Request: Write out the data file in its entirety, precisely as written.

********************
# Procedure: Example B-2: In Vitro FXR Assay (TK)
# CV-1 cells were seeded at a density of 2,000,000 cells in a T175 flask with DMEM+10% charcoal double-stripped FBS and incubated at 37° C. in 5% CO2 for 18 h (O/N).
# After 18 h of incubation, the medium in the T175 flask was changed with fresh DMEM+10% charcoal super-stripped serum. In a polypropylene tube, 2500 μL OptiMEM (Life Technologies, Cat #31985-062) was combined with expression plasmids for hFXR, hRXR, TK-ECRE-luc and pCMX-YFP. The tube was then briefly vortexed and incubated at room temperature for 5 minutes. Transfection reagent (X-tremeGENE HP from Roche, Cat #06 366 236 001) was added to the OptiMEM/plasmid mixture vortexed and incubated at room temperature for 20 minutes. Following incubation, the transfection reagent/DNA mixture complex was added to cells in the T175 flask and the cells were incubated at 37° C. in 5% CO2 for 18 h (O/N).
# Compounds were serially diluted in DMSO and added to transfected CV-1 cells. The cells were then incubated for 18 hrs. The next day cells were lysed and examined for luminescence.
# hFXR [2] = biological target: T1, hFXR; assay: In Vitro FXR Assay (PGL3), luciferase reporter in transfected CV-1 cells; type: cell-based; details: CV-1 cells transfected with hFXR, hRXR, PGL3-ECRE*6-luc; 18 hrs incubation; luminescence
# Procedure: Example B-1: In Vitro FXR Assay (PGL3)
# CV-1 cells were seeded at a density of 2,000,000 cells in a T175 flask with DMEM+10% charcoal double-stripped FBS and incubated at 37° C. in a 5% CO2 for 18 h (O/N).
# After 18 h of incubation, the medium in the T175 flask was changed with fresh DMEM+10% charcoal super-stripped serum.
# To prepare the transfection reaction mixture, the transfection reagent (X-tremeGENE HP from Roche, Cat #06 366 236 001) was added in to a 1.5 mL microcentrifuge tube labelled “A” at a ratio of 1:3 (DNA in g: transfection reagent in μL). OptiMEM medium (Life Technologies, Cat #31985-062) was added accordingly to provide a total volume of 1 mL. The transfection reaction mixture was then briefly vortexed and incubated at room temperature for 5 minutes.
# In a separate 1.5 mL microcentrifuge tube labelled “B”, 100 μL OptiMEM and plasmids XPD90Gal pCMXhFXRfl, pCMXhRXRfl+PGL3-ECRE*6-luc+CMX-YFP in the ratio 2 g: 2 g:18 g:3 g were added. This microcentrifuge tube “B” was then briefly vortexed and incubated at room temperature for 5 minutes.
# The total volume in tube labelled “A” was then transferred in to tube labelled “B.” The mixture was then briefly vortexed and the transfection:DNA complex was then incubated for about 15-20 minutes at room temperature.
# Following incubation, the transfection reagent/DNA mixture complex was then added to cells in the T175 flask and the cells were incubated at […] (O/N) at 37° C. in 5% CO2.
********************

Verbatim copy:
# Procedure: Example B-2: In Vitro FXR Assay (TK)
# CV-1 cells were seeded at a density of 2,000,000 cells in a T175 flask with DMEM+10% charcoal double-stripped FBS and incubated at 37° C. in 5% CO2 for 18 h (O/N).
# After 18 h of incubation, the medium in the T175 flask was changed with fresh DMEM+10% charcoal super-stripped serum. In a polypropylene tube, 2500 μL OptiMEM (Life Technologies, Cat #31985-062) was combined with expression plasmids for hFXR, hRXR, TK-ECRE-luc and pCMX-YFP. The tube was then briefly vortexed and incubated at room temperature for 5 minutes. Transfection reagent (X-tremeGENE HP from Roche, Cat #06 366 236 001) was added to the OptiMEM/plasmid mixture vortexed and incubated at room temperature for 20 minutes. Following incubation, the transfection reagent/DNA mixture complex was added to cells in the T175 flask and the cells were incubated at 37° C. in 5% CO2 for 18 h (O/N).
# Compounds were serially diluted in DMSO and added to transfected CV-1 cells. The cells were then incubated for 18 hrs. The next day cells were lysed and examined for luminescence.
# hFXR [2] = biological target: T1, hFXR; assay: In Vitro FXR Assay (PGL3), luciferase reporter in transfected CV-1 cells; type: cell-based; details: CV-1 cells transfected with hFXR, hRXR, PGL3-ECRE*6-luc; 18 hrs incubation; luminescence
# Procedure: Example B-1: In Vitro FXR Assay (PGL3)
# CV-1 cells were seeded at a density of 2,000,000 cells in a T175 flask with DMEM+10% charcoal double-stripped FBS and incubated at 37° C. in a 5% CO2 for 18 h (O/N).
# After 18 h of incubation, the medium in the T175 flask was changed with fresh DMEM+10% charcoal super-stripped serum.
# To prepare the transfection reaction mixture, the transfection reagent (X-tremeGENE HP from Roche, Cat #06 366 236 001) was added in to a 1.5 mL microcentrifuge tube labelled “A” at a ratio of 1:3 (DNA in g: transfection reagent in μL). OptiMEM medium (Life Technologies, Cat #31985-062) was added accordingly to provide a total volume of 1 mL. The transfection reaction mixture was then briefly vortexed and incubated at room temperature for 5 minutes.
# In a separate 1.5 mL microcentrifuge tube labelled “B”, 100 μL OptiMEM and plasmids XPD90Gal pCMXhFXRfl, pCMXhRXRfl+PGL3-ECRE*6-luc+CMX-YFP in the ratio 2 g: 2 g:18 g:3 g were added. This microcentrifuge tube “B” was then briefly vortexed and incubated at room temperature for 5 minutes.
# The total volume in tube labelled “A” was then transferred in to tube labelled “B.” The mixture was then briefly vortexed and the transfection:DNA complex was then incubated for about 15-20 minutes at room temperature.
# Following incubation, the transfection reagent/DNA mixture complex was then added to cells in the T175 flask and the cells were incubated at […] (O/N) at 37° C. in 5% CO2.